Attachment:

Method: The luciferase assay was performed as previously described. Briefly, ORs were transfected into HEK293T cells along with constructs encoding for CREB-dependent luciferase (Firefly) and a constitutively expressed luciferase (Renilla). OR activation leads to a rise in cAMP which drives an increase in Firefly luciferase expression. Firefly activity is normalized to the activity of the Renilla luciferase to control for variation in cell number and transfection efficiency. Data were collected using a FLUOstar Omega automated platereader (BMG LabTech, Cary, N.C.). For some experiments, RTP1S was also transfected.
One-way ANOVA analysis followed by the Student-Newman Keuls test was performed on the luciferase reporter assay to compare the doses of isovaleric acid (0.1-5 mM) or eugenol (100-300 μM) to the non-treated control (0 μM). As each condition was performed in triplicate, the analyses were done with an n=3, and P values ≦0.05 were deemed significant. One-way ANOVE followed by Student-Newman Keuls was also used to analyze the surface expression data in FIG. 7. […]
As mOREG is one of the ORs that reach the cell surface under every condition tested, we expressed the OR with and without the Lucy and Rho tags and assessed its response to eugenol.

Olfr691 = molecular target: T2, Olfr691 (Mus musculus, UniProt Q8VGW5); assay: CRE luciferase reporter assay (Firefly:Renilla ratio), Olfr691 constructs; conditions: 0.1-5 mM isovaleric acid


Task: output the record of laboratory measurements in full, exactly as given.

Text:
Method: The luciferase assay was performed as previously described. Briefly, ORs were transfected into HEK293T cells along with constructs encoding for CREB-dependent luciferase (Firefly) and a constitutively expressed luciferase (Renilla). OR activation leads to a rise in cAMP which drives an increase in Firefly luciferase expression. Firefly activity is normalized to the activity of the Renilla luciferase to control for variation in cell number and transfection efficiency. Data were collected using a FLUOstar Omega automated platereader (BMG LabTech, Cary, N.C.). For some experiments, RTP1S was also transfected.
One-way ANOVA analysis followed by the Student-Newman Keuls test was performed on the luciferase reporter assay to compare the doses of isovaleric acid (0.1-5 mM) or eugenol (100-300 μM) to the non-treated control (0 μM). As each condition was performed in triplicate, the analyses were done with an n=3, and P values ≦0.05 were deemed significant. One-way ANOVE followed by Student-Newman Keuls was also used to analyze the surface expression data in FIG. 7. […]
As mOREG is one of the ORs that reach the cell surface under every condition tested, we expressed the OR with and without the Lucy and Rho tags and assessed its response to eugenol.

Olfr691 = molecular target: T2, Olfr691 (Mus musculus, UniProt Q8VGW5); assay: CRE luciferase reporter assay (Firefly:Renilla ratio), Olfr691 constructs; conditions: 0.1-5 mM isovaleric acid